Wanna see some of the best Halloween costumes in the city? Head to Northalsted (formerly known as Boystown), where a group of dedicated cosplayers shows off their creations at this annual procession. You'll find drag queens, kids, parents and pets marching in the Northalsted Halloween Parade, which typically features impressive group costumes and dancers performing all the moves to Michael Jackson's "Thriller." 

  • Music
  • Rock and indie
  • North Center

Local weirdo marching band Mucca Pazza brings its mismatched uniforms, horns, cellists, guitarists, drummers and enthusiastic cheerleaders to Martyrs', squeezing onto the venue's stage. Expect a characteristically ecletcic set from the expansive collective, as it explores everything from Balkan music to big band arrangements.

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  • Things to do
  • Quirky events
  • Wrigleyville

If you're reading this, you're probably too old for trick-or-treating—but that doesn't mean you can't treat yourself this Halloween season. For a few weeks this fall, Deuce's Major League Bar in Wrigleyville will transform into Nightmare on Clark Street, a spooky pop-up complete with themed cocktails, festive snacks and plenty of ghoulish decor perfect for those among the 21+ crowd looking to celebrate the holiday.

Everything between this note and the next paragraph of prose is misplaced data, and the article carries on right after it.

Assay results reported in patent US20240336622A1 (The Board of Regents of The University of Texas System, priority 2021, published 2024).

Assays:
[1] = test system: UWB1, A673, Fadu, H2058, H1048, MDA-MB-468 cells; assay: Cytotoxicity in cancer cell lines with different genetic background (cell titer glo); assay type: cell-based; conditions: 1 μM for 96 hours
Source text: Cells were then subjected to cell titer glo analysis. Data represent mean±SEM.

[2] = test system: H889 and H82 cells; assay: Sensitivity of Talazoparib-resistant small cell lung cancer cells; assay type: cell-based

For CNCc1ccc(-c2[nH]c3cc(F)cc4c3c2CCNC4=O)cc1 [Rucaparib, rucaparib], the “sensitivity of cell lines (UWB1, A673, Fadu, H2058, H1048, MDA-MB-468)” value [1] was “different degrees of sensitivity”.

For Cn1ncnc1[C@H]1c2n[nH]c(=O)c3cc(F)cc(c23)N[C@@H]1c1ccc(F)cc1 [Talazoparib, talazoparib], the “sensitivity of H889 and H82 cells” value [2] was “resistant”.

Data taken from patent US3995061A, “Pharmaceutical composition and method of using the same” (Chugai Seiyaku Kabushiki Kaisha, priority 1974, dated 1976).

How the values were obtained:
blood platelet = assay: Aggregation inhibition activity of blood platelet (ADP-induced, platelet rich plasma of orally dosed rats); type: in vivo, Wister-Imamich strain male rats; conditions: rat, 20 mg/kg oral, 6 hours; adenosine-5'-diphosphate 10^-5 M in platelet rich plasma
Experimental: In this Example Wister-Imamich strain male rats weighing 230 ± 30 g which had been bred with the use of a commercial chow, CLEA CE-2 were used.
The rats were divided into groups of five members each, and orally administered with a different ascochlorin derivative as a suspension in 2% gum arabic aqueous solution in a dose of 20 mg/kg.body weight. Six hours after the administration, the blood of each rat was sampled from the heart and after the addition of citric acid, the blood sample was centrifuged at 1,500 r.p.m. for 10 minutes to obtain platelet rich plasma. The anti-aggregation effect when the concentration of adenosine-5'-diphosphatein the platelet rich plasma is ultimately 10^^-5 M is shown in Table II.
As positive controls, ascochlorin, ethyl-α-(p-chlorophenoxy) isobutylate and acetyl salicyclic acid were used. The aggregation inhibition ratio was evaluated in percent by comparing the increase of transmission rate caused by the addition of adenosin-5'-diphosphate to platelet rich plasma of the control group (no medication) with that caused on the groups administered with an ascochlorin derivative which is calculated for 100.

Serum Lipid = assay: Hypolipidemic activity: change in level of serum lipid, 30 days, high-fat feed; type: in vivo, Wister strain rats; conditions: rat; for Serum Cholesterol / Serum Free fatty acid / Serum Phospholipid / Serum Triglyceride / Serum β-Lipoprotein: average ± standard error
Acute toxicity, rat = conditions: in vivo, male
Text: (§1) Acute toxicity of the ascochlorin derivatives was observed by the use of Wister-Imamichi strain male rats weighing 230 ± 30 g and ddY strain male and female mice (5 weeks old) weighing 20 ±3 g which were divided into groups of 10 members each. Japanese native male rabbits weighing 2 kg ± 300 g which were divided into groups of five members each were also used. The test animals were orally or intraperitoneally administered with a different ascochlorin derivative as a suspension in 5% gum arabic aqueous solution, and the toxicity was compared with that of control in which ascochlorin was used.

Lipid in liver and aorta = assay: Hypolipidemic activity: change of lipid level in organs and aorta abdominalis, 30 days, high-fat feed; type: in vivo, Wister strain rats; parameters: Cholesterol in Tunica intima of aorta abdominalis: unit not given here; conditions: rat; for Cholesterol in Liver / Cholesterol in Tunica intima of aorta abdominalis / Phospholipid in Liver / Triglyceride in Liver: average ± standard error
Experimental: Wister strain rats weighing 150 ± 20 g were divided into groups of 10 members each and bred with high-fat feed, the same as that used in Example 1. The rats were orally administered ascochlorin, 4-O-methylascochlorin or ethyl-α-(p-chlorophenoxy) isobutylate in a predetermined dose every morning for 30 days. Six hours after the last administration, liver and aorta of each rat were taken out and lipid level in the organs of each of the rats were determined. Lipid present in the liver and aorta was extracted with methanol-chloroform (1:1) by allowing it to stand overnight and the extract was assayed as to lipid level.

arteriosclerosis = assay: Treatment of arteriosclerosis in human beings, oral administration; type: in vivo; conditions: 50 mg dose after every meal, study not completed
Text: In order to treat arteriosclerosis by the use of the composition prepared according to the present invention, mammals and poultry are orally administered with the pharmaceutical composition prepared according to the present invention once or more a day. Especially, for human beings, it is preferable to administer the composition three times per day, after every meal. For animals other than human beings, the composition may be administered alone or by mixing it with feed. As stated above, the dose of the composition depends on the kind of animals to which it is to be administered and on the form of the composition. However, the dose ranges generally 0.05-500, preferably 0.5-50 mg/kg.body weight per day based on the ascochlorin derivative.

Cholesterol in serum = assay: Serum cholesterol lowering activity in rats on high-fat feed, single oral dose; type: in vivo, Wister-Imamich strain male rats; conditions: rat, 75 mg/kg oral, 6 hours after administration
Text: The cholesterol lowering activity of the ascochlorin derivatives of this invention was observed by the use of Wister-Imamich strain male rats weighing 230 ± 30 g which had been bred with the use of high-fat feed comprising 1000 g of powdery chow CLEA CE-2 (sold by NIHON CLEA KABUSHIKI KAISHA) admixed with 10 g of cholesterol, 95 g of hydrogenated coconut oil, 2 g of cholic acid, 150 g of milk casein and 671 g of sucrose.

Hosted by the same team that puts on well-loved holiday pop-ups like Santa Baby and Rudolph's, Nightmare on Clark Street will feature drinks like Cookies-N-Scream (RumChata, creme de cacao and vanilla vodka with an oreo rim and eyeball candies) and Michael Meyer's Michelada (basically a standard michelada outfitted with a "bloody" syringe). Hungry? You can pair your beverage with bites like apple pie waffles, s'mores brownies or a worms-and-dirt milkshake. And of course, the pop-up's autumn-themed decor offer bountiful opportunities for photo ops—get dressed up and feel free to snap a few pics.

Reservations for Nightmare on Clark Street are free and can be made on the Deuce's website. Keep in mind that reservations are for up to 1.5 hours, can be for no more than six people, and that you'll need to adhere to the City of Chicago's masking guidelines.